This is the beginning of a multi part series on the quasi Cold War the US is currently in with the People’s Republic of China. Let’s begin with trade relations.
“We’re putting the trade war on hold,” Mnuchin said on Fox News Sunday, adding that the U.S. and China agreed to a framework whereby China would buy more goods from the U.S. in order to make up for the trade deficit between the two countries.
The announcement came after top Chinese officials visited Washington last week for negotiations on the Trump administration’s trade policies. The president had previously revealed plans to impose tariffs on $150 billion on Chinese imports, a move that angered conservatives economists and members of his own party on Capitol Hill. China responded at the time by threatening tariffs on American goods, which could have sparked an all-out trade war.
Mnuchin declined to discuss the details of the framework, which the White House and Beijing said included “meaningful increases in United States agriculture and energy exports.” In short, this means pork products, beef and soy, which sounds a bit like a colonial trade manifest to the mother country — and in this metaphor, we are not the mother country.
It would be a great thing for American farmers to sell more agricultural products to China, but that’s not enough.
Senate Minority Leader Chuck Schumer (D-N.Y.) released a statement on Sunday commending President Donald Trump but warned that the negotiators “shouldn’t blow it” by allowing intellectual-property concerns and Chinese telecommunications firm ZTE — which has been the target of and has violated U.S. sanctions — to go unaddressed.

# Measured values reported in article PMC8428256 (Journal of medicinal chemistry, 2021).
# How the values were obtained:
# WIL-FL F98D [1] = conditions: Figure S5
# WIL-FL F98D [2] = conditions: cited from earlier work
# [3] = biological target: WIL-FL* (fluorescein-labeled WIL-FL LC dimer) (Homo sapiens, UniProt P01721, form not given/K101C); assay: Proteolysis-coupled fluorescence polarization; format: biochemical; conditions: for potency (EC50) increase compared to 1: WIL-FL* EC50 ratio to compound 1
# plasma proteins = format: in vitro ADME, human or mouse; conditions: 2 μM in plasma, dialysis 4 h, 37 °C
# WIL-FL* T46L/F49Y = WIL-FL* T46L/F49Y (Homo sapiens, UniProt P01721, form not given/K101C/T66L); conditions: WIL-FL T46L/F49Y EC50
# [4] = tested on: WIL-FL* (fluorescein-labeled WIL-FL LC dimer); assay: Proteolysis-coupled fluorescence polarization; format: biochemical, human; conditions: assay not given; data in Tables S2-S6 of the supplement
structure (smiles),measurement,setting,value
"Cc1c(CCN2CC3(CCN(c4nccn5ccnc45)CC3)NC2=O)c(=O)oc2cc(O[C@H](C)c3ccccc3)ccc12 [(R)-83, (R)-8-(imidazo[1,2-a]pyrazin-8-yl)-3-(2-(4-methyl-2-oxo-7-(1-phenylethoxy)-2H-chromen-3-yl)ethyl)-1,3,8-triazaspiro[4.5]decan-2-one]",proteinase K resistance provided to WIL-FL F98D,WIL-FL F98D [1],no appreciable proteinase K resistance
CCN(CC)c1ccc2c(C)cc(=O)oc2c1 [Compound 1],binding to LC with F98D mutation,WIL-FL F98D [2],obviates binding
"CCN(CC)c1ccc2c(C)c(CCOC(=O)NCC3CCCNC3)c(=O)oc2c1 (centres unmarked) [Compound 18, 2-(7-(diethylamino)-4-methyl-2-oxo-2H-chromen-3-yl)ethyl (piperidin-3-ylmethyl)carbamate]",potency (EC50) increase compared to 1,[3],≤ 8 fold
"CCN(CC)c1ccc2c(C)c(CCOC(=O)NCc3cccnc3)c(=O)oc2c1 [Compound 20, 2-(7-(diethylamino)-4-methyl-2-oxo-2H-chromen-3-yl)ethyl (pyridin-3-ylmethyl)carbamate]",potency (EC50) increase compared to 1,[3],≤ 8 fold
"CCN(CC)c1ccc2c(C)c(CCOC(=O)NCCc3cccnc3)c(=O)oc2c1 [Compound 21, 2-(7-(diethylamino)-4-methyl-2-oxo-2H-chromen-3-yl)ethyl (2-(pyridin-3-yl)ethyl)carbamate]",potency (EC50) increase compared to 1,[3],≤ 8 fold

“[Trump] could always decide to put the tariffs back on if China doesn’t go through with their commitment,” said Mnuchin, addressing concerns that a simple promise from China to buy more U.S. products wouldn’t be sufficient.
Larry Kudlow, Trump’s top economic adviser, said on ABC’s This Week that ZTE would not “get off scot-free,” but added that the U.S. was willing to work with China on “some small changes around the edges” to the company.
Is Intellectual Property Protection off the table?
Upon the news of this trade war pause, the stock market rallied, and investors appeared to take a breath. But though it is good news that we won’t see new tariffs, because they generally put distortionary measures into the economy, something else that can distort the market is uncertainty. And we still have that in abundance. Nothing stands in the way of these issues not rearing their heads again quickly.
So, what have we given up in the short term? To answer that, let’s take it back to IP again.
The question on American IP remains the biggest concern going forward. No one wants an all-out trade war but there are valid concerns about IP theft and lawlessness — ZTE needs more than a slap on the wrist. The White House needs to protect American innovation and address the predatory practices of Chinese mercantilism.